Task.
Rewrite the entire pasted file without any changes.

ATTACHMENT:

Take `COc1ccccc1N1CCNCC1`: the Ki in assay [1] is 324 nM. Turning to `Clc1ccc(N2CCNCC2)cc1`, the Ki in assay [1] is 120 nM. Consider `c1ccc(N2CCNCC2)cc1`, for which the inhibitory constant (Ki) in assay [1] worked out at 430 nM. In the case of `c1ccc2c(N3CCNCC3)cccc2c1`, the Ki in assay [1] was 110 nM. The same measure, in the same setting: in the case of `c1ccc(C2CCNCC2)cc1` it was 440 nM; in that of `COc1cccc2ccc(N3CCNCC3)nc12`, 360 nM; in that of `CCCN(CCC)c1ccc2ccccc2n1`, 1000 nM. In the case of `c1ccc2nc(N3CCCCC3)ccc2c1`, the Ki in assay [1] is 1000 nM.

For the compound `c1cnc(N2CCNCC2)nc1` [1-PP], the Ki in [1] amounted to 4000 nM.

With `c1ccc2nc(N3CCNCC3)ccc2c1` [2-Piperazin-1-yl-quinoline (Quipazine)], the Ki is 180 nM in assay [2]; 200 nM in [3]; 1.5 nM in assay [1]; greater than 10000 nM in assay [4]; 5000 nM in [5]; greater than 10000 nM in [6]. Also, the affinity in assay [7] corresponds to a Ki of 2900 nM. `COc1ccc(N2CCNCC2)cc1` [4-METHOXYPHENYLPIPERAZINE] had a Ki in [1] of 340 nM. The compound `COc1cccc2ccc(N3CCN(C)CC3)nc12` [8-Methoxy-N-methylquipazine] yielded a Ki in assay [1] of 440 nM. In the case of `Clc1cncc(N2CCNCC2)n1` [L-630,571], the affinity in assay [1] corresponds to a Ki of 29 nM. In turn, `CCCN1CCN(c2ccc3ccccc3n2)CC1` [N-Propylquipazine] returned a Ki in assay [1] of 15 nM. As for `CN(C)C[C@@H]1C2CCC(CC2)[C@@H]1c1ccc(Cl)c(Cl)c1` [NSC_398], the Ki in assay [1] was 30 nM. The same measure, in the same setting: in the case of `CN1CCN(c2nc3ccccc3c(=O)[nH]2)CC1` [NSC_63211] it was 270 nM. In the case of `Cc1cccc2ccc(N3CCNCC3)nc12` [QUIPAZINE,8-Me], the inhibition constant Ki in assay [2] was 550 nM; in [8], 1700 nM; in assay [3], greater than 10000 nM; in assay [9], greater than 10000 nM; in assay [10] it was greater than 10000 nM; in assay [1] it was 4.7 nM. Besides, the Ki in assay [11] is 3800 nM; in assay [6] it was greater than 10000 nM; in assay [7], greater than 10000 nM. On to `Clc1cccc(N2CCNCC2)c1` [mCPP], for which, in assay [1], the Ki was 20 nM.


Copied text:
Take `COc1ccccc1N1CCNCC1`: the Ki in assay [1] is 324 nM. Turning to `Clc1ccc(N2CCNCC2)cc1`, the Ki in assay [1] is 120 nM. Consider `c1ccc(N2CCNCC2)cc1`, for which the inhibitory constant (Ki) in assay [1] worked out at 430 nM. In the case of `c1ccc2c(N3CCNCC3)cccc2c1`, the Ki in assay [1] was 110 nM. The same measure, in the same setting: in the case of `c1ccc(C2CCNCC2)cc1` it was 440 nM; in that of `COc1cccc2ccc(N3CCNCC3)nc12`, 360 nM; in that of `CCCN(CCC)c1ccc2ccccc2n1`, 1000 nM. In the case of `c1ccc2nc(N3CCCCC3)ccc2c1`, the Ki in assay [1] is 1000 nM.

For the compound `c1cnc(N2CCNCC2)nc1` [1-PP], the Ki in [1] amounted to 4000 nM.

With `c1ccc2nc(N3CCNCC3)ccc2c1` [2-Piperazin-1-yl-quinoline (Quipazine)], the Ki is 180 nM in assay [2]; 200 nM in [3]; 1.5 nM in assay [1]; greater than 10000 nM in assay [4]; 5000 nM in [5]; greater than 10000 nM in [6]. Also, the affinity in assay [7] corresponds to a Ki of 2900 nM. `COc1ccc(N2CCNCC2)cc1` [4-METHOXYPHENYLPIPERAZINE] had a Ki in [1] of 340 nM. The compound `COc1cccc2ccc(N3CCN(C)CC3)nc12` [8-Methoxy-N-methylquipazine] yielded a Ki in assay [1] of 440 nM. In the case of `Clc1cncc(N2CCNCC2)n1` [L-630,571], the affinity in assay [1] corresponds to a Ki of 29 nM. In turn, `CCCN1CCN(c2ccc3ccccc3n2)CC1` [N-Propylquipazine] returned a Ki in assay [1] of 15 nM. As for `CN(C)C[C@@H]1C2CCC(CC2)[C@@H]1c1ccc(Cl)c(Cl)c1` [NSC_398], the Ki in assay [1] was 30 nM. The same measure, in the same setting: in the case of `CN1CCN(c2nc3ccccc3c(=O)[nH]2)CC1` [NSC_63211] it was 270 nM. In the case of `Cc1cccc2ccc(N3CCNCC3)nc12` [QUIPAZINE,8-Me], the inhibition constant Ki in assay [2] was 550 nM; in [8], 1700 nM; in assay [3], greater than 10000 nM; in assay [9], greater than 10000 nM; in assay [10] it was greater than 10000 nM; in assay [1] it was 4.7 nM. Besides, the Ki in assay [11] is 3800 nM; in assay [6] it was greater than 10000 nM; in assay [7], greater than 10000 nM. On to `Clc1cccc(N2CCNCC2)c1` [mCPP], for which, in assay [1], the Ki was 20 nM.